By Stuart Parker
I was glued to my television on June 22, 1990. I sat in front of my TV and wept because something truly extraordinary was unfolding, an act of individual courage that changed the course of Canadian history.
Elijah Harper had risen in the Manitoba legislature holding an eagle feather and refused to grant his consent to the emergency legislation that all three parties had sponsored to sign the Meech Lake Accord amendments to the Canadian Constitution.
For emergency legislation to be introduced, every MLA present had to consent. And every MLA had, except one: Elijah Harper, one of a tiny handful of Indigenous people to sit in a Canadian legislature. That man defied his party’s whip, its leader, the premier of his province, the prime minister of Canada, and the leader of his national party, all of whom were exerting all the pressure they could, through the media, through party members and donors, through threats and promises of reward.
More importantly, already isolated by his status under the Indian Act, by racism, by the remoteness and poverty of the people he represented, he was also isolated among his colleagues, the “team” of NDP legislators among whom he sat and with whom he was expected to work every day.
But he did not waver. He drew upon a profound inner strength. And he also drew upon us, the ragtag band of dissenters who opposed Brian Mulroney’s mercurial constitutional dealing and his exclusion of Canada’s Indigenous peoples from his new constitutional order. One man, Elijah Harper, defeated the Meech Lake Accord; following that one courageous act that we all watched, the premier of Newfoundland withdrew the emergency legislation in his province and the accord was dead.
That was a rare moment that changed our nation. But I fear that because of changes in our laws and culture, it is the kind of moment that may never come again.
The moment was rare, first and foremost, because the vote of a single backbencher mattered in a Canadian legislature. It would not be until the 2005 confidence vote on Paul Martin’s government that a solitary vote would swing an important question in a legislature again, when terminally ill Chuck Cadman, who had gone to Ottawa as a Reformer, would unexpectedly save the government he had come to destroy. So, mathematically, numerically speaking, Elijah Harper moments are rare.
Today we mistakenly think that an MP or MLA who votes against their party leader is the stuff of fiction or from legends of a murky, distant past. That is because our political and media establishment are at work all the time to make us forget that acts of defiance within major political parties were part of our system of parliamentary democracy, not some force from outside.
B.C.’s Svend Robinson also defied his party’s leader and whip and refused to vote for Meech Lake in Parliament. Robinson’s independence was loved by his local constituents in North Burnaby, who sent him back to Parliament four more times after that vote. And Robinson was not the only parliamentarian in those days who would denounce and defy his party’s bad decisions. The Tories had Garth Turner, for instance.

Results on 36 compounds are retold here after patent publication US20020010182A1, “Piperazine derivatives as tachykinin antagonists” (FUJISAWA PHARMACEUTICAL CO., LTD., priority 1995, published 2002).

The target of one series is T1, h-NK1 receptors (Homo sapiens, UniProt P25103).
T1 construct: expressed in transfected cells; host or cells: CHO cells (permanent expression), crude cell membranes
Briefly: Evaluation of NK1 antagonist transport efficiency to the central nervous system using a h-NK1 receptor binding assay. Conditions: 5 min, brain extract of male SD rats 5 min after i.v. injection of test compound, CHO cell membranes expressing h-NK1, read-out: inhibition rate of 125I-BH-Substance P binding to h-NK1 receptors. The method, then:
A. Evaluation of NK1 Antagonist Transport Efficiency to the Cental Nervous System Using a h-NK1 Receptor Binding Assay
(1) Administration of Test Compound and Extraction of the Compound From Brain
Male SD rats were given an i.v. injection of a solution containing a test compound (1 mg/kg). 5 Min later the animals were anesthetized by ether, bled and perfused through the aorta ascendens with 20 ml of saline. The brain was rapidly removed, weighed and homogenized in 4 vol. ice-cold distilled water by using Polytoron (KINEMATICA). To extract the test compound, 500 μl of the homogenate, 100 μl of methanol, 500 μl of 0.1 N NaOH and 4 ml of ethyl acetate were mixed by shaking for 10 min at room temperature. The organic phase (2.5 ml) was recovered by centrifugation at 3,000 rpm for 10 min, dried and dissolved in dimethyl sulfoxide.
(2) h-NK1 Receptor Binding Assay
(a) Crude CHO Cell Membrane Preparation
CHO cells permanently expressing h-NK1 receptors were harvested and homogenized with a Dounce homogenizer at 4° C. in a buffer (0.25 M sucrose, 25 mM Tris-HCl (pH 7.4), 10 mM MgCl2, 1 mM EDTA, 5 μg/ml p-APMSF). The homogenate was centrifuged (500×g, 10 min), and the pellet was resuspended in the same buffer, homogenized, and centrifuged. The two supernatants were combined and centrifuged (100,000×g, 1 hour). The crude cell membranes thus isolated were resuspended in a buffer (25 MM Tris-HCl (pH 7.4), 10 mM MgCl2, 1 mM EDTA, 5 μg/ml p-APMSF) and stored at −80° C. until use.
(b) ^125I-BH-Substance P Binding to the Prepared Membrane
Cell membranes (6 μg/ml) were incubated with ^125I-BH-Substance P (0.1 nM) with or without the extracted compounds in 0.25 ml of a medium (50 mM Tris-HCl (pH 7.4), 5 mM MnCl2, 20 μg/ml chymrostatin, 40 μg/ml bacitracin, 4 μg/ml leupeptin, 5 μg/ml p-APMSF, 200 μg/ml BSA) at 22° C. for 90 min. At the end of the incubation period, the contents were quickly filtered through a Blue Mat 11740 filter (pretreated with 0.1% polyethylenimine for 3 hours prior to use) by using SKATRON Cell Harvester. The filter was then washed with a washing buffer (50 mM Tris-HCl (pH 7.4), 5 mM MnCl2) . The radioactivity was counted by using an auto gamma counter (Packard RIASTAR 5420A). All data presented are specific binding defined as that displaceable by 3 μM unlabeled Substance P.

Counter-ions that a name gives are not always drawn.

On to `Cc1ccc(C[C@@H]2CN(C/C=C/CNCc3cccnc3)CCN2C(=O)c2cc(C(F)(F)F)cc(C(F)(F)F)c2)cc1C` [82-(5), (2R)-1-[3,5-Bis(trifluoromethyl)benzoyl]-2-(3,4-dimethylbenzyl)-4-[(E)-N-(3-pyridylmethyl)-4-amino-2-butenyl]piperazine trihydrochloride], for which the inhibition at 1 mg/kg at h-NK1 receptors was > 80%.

Dissent was not just the prerogative of MPs and MLAs who had already won, either. In 1989, Susan Brice, the mayor of Oak Bay, sought the nomination of the B.C. Social Credit party in the Oak Bay–Gordon Head by-election on a mandate to place a vote of nonconfidence in premier Bill Vander Zalm before the other members of the Social Credit caucus. Kathleen Toth, a supporter of the premier, ran against her at the nomination meeting and, despite the premier’s endorsement, lost. Vander Zalm signed Brice’s nomination papers and she ran for a seat in the legislature on a mandate to end her leader’s religious fanaticism, alleged corruption, and erratic behaviour.
Until recently, Canadian political parties were what U.S. political parties still are: a place where the direction of the country is debated in public view, where different factions within parties make their case to the party’s members and to the public at large.
But all that has changed. Someone recently asked me, “Where is our Alexandria Ocasio-Cortez?”
And my answer was simple: “If Ocasio-Cortez had sought an NDP nomination in a safe NDP seat held by a well-liked party patriarch like Charlie Angus, she would have been disqualified as a candidate by the party vetting committee and would not have been permitted to run.”
There are three levels at which things have changed, about which I have written elsewhere:
Law: Between 1993 and 2003, Canada made a series of changes to its election laws that altered how candidates are chosen. Before 1993, the law vested power concurrently in a party’s leader and its local riding associations to select candidates; effectively both had to agree for a party to field a candidate, except in extraordinary circumstances, requiring the consent of a party convention. If both did not agree, the party typically could not field a candidate. But by 2003, the law was clear: a party leader had the sole prerogative to select or deselect any candidate anywhere at any time for any reason.